House Majority Leader Eric Cantor (R-Va.) on Friday signaled Republicans have little interest in extending emergency unemployment benefits and instead want to expand opportunities for the millions of people who are out of work.
Cantor was asked Friday by Minority Whip Steny Hoyer (D-Md.) whether Republicans would call up a Democratic bill to extend the emergency benefits. Cantor didn't explicitly say "no," but said clearly that the GOP focus is not on an extension.
"It is about jobs; it is about growth. Our focus is about wanting people to get a job. It's on employment, not unemployment."
Speaker John Boehner (R-Ohio) has sounded a bit more open-minded on an extension and has said the GOP could consider it, if it were paid for and included provisions to help people find work.
Still, Cantor's latest remarks are the latest sign that the Senate would have to lead the charge on an extension of unemployment benefits. The outcome of those efforts has become uncertain after Senate Democrats proposed a one-year extension without giving Republicans a chance to offer their own ideas to pay for it.
That prompted Senate Republicans to try to push aside the Democratic plan, which failed. It also led to lengthy discussions on the Senate floor in which Republicans said Democrats were giving them no voice in the process.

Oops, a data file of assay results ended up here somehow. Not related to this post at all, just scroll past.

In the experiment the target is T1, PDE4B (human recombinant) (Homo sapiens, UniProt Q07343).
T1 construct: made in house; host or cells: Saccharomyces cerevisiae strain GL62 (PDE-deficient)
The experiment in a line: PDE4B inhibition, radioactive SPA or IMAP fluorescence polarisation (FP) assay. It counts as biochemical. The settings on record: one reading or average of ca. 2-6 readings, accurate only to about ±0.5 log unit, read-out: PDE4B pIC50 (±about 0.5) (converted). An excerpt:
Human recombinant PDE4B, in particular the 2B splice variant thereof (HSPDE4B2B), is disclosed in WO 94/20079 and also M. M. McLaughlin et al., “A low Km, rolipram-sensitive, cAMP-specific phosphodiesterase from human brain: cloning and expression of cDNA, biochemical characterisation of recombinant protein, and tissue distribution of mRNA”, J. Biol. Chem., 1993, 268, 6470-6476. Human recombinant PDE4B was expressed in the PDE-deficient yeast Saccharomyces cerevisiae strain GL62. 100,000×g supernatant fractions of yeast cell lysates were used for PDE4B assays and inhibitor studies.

Republicans have said for years now that the best way to improve the job situation is through deregulation. Today, Cantor seemed emboldened by the December jobs report, which said just 74,000 jobs were created in December, and that the labor force participation rate fell close to a 36-year low.
"These job numbers, this latest report this morning, reflect the lowest number of jobs added since January of 2011," Cantor said. "That doesn't speak well about the track record of what's going on here."
Cantor urged Hoyer and other Democrats to support the SKILLS Act, a bill the House passed last March that would streamline federal jobs programs. It would also create a Workforce Investment Fund to direct money to states to run their own job training programs.
But Cantor lamented that few Democrats supported the bill in March — in the final vote, only two Democrats voted with Republicans.
"I would ask the gentleman to join us in looking towards a more optimistic future for this country and economy, and focusing on employment and those who have been chronically out of work," Cantor said.